Using Hubble Space Telescope, scientists also detected the presence of hydrogen and helium in K2-18b's atmosphere
In a first, water vapour has been detected on K2-18b — a potentially ‘habitable’ planet — by a team of scientists using Nasa and the European space agency's Hubble Space Telescope.
The team from University College London (UCL) found signatures of water vapour in the atmosphere of K2-18b — an exoplanet that orbits around a small red dwarf star K2-18, nearly 110 light-years away in the constellation Leo, according to the United States' space agency Nasa.
The findings also indicated the presence of hydrogen and helium in the planet’s atmosphere. Other molecules such as nitrogen and methane could also be present, but current observations have not detected them, NASA said.
K2-18b was first discovered in 2015 by Nasa's now retired Kepler space telescope. It was found orbiting within the red dwarf star's habitable zone, making it an ideal candidate to have liquid surface water. Having a mass that is eight times greater than Earth's, K2-18b is also known as Super-Earth — exoplanets with masses between those of Earth and Neptune.
The Kepler satellite mission discovered nearly two-third of all known exoplanets. While the mission indicated that five to 20 per cent of these are located in the habitable zone of their stars, finding their atmospheric properties has remained elusive until now.
The new finding offers an 'unprecedented opportunity' to gain insight into the composition and climate of habitable-zone planets, according to the findings published in the Nature Astronomy journal on September 11, 2019.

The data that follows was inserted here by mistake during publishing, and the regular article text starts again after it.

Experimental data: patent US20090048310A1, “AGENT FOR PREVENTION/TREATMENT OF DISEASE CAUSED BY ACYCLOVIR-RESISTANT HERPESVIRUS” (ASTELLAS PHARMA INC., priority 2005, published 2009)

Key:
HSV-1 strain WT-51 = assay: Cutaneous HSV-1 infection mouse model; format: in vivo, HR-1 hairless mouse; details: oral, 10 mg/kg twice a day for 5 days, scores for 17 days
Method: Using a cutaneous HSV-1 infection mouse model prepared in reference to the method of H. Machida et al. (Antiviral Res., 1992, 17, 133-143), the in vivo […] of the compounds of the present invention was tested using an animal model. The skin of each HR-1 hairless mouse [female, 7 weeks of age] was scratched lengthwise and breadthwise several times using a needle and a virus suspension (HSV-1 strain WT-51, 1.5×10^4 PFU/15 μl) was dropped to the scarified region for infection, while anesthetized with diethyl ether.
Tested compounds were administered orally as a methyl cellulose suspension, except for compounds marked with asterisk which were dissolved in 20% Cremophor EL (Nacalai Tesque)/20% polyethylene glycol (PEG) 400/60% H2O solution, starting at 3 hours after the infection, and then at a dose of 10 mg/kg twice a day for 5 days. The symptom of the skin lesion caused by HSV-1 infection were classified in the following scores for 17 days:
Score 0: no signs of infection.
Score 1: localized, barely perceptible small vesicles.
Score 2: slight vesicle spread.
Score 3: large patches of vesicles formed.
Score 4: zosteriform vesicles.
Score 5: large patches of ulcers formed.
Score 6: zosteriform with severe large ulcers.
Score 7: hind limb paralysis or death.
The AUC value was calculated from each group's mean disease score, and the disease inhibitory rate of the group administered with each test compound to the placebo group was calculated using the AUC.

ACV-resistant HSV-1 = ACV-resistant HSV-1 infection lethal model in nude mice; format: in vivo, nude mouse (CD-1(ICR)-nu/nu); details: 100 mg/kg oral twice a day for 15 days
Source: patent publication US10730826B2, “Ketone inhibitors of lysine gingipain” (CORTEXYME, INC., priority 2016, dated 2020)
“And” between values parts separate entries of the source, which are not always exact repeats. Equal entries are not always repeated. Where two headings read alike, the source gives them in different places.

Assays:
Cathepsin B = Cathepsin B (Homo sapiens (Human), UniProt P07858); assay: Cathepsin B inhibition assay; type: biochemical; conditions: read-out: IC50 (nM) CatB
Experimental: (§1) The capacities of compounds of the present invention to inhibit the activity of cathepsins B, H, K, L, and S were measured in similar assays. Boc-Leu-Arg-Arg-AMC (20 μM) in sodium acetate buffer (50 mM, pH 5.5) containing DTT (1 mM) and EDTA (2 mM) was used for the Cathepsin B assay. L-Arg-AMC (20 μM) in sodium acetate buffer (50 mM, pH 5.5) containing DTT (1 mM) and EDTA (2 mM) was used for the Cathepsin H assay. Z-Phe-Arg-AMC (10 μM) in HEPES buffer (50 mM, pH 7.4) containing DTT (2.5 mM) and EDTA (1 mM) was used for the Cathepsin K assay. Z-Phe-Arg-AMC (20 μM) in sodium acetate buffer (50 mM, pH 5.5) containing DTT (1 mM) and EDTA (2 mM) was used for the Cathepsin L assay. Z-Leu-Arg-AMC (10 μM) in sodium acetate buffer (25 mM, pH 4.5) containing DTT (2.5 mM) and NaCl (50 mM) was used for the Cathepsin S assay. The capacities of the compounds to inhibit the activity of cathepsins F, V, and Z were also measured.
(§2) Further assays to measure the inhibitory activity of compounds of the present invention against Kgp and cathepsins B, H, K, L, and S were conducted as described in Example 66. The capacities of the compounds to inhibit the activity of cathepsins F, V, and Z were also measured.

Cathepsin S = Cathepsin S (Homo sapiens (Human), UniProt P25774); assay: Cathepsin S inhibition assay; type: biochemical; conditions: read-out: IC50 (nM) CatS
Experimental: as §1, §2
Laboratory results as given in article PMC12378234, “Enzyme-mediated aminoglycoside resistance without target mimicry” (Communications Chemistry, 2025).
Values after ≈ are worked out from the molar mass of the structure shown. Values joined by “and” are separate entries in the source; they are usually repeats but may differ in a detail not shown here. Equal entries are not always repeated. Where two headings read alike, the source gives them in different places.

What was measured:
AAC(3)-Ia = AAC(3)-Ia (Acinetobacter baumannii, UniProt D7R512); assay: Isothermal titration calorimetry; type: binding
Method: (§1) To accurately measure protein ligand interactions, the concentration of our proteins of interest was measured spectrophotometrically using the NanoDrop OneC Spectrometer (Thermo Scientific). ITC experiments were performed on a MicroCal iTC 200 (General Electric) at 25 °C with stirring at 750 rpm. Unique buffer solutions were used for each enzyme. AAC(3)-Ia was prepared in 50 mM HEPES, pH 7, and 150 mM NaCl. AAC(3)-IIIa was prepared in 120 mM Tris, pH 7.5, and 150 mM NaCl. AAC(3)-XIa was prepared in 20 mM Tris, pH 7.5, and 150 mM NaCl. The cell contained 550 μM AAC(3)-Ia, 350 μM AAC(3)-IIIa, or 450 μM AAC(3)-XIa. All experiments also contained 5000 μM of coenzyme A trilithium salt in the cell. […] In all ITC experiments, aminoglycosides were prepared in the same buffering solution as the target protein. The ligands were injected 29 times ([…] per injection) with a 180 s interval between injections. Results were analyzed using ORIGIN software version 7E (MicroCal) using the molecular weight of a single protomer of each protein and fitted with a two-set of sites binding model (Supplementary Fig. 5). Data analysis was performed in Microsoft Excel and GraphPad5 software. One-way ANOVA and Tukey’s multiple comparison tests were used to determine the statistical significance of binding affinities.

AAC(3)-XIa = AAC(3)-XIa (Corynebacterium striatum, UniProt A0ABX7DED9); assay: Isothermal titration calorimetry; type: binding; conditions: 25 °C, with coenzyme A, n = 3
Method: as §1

“Finding water in a potentially habitable world other than Earth is incredibly exciting. K2-18b is not ‘Earth 2.0’ as it is significantly heavier and has a different atmospheric composition. However, it brings us closer to answering the fundamental question: Is the Earth unique?” said first author Angelos Tsiaras from CSED, in a statement.
“This study contributes to our understanding of habitable worlds beyond our Solar System and marks a new era in exoplanet research, crucial to ultimately place the Earth, our only home, into the greater picture of the Cosmos,” Tsiaras added.
The team used archive data from 2016 and 2017 captured by Hubble and developed open-source algorithms to analyse the starlight filtered through K2-18b’s atmosphere.
They also observed eight transits — the moment when an exoplanet passes in front of its star — using Hubble’s Wide Field Camera 3, according to another paper (draft version) published in Cornell University’s ArXiv library on September 10.
K2-18b could be the only exoplanet known to have both water and temperatures in its atmosphere to sustain liquid water on a rocky surface, NASA said, adding this needs to be confirmed by further studies.
Studies also need to estimate cloud coverage and the percentage of atmospheric water present, NASA said.
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